Neural Correlates of Cognitive Impairments in PD-ES and Adult ADHD

Numerous studies have been conducted to elucidate the neural mechanisms that underlie cognitive impairment in PD-ES and PD-MCI patients. Cortical thinning or morphometric changes in PD-ES or PD-MCI patients have been reported in prefrontal, temporal, parietal, occipital, and insular cortices, and in numerous subcortical structures, including the caudate, amygdala, nucleus accumbens, thalamus, putamen, and hippocampus.171–176 Some of these structural changes have been correlated with deficits in cognitive function. The hippocampus and associated structures have been specifically implicated in memory impairment in PD-ES and PD-MCI. Compared to PD patients with normal cognition (PD-NC), PD-MCI patients have decreased hippocampal volume, which in non-demented PD patients is correlated with memory impairment on the memory subscale of the Dementia Rating Scale.176 Compared to healthy controls, drug-naive PD-ES patients have hippocampal atrophy, which is correlated with performance on the Wechsler Memory Scale–Revised.172 In addition, compared to PD-NC patients, drug-naive PD-ES patients with MCI display atrophy of the entorhinal cortex;174 which serves as the major relay between cortico-hippocampal circuits involved in memory;177,178 in PD-MCI patients, decreased volume of the entorhinal cortex is correlated with memory impairment, assessed by the Hopkins Verbal Learning Test.174 Impaired sustained attention has been associated with atrophy of the prefrontal cortex in PD-ES patients.172

Functional imaging studies have also found neural correlates of cognitive impairments in PD-ES and PD-MCI. Drug-naive PD-ES patients with MCI compared to PD-NC patients had increased activity in the right inferior frontal and left fusiform gyri, and activity in the right inferior frontal gyrus was negatively correlated with the Montreal Cognitive Assessment score, category fluency, and the Symbol Digit Modalities Test,179 the last being a measure of speed and efficiency of neural processing.180 PD-MCI, compared to PD-NC, patients have prolonged arterial transfer time in the right thalamus, which is negatively correlated with semantic fluency,181 a commonly used measure of executive function.104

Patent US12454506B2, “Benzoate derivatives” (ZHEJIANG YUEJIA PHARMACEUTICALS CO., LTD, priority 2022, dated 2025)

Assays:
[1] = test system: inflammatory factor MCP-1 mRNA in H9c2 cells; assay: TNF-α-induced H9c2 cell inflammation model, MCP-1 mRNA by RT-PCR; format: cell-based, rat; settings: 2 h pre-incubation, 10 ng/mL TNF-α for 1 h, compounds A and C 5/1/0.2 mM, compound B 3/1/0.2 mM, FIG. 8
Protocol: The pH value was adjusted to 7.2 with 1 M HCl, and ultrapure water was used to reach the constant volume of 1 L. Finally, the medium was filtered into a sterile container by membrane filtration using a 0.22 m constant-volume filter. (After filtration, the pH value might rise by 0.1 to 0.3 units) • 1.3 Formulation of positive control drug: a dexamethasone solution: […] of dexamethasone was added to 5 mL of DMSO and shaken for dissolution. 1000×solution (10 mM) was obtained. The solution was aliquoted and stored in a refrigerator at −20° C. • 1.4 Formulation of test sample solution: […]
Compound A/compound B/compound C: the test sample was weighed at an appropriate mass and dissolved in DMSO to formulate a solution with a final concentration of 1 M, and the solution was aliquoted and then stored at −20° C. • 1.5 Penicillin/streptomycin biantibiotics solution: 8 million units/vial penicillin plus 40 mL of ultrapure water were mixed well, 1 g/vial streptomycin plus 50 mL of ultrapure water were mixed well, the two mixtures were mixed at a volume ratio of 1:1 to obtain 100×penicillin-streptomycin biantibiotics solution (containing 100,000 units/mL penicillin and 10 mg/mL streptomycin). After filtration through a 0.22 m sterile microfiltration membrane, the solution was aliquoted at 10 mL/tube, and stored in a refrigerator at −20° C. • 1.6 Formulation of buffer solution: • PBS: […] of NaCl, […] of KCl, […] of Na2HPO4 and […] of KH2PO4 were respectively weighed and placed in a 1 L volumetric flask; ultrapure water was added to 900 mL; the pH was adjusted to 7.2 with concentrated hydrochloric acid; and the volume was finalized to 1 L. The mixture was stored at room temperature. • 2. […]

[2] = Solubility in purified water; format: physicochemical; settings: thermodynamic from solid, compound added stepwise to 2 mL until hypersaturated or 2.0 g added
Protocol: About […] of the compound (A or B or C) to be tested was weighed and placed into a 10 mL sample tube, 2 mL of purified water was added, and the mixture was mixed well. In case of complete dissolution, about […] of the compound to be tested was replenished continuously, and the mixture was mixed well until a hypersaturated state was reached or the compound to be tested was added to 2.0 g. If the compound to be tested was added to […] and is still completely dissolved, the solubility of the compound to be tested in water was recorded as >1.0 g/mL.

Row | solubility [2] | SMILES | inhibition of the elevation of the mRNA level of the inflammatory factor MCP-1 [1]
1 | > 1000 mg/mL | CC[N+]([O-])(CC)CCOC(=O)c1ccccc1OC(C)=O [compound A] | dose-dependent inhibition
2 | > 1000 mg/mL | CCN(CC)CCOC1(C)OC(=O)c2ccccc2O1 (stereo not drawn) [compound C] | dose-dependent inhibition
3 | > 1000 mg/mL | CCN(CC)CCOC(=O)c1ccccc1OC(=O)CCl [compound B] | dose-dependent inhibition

Structural and functional imaging studies have implicated the cerebellum in neuropsychological deficits in PD, including PD-ES. Although historically controversial, a role for the cerebellum in cognition and affect is now generally accepted.182,183 Atrophy of the cerebellum is associated with cognitive and affective impairments in PD.184–187 In PD-ES, altered connectivity between the cerebellum and a variety of cortical and subcortical regions has been reported.188,189

Numerous functional imaging studies have been conducted to evaluate neural correlates of neuropsychological impairment in adult ADHD. Functional imaging has been conducted during tasks designed to assess working memory,190–194 more complex mixtures of executive functions (e.g., set shifting/inhibition/executive attention/working memory),195–199 various aspects of reward processing,200–205 and attention/inhibition.200,204,206 Studies employing working-memory tasks have found activation differences between persons with adult ADHD and non-ADHD controls in multiple forebrain, midbrain, and hindbrain regions. The brain regions that have been most frequently reported to exhibit altered activity during working-memory tasks in adults with ADHD are various regions of the cerebellum and prefrontal cortex.190,192–194 The most frequently reported brain region to exhibit altered activity in adults with ADHD during tasks that tap multiple executive functions is the cingulate cortex.195–199 Other areas that exhibited altered activity in adults with ADHD during tasks that tap multiple executive functions include areas of the prefrontal cortex, such as the dorsolateral prefrontal cortex and orbitofrontal cortex,195,197 dorsal striatum,197,199 and insula.195,197 During tasks involving reward processing, adults with ADHD have been reported to have altered activity in prefrontal cortical areas, including the ventromedial prefrontal and orbitofrontal cortices,200,201,204,205 dorsal and ventral striatum,201,202,204,205 and anterior cingulate.201,203,204 Functional imaging during tests of attention/inhibition revealed altered activity in prefrontal and parietal areas, dorsal striatum, thalamus, anterior cingulate, and cerebellum.200,204,206 Perhaps the safest generalization that can be drawn from these disparate findings is that cognitive impairments in adults with ADHD are associated with altered activity in fronto-striato-cerebellar networks, which is consistent with the conclusions of others.190,200,207,208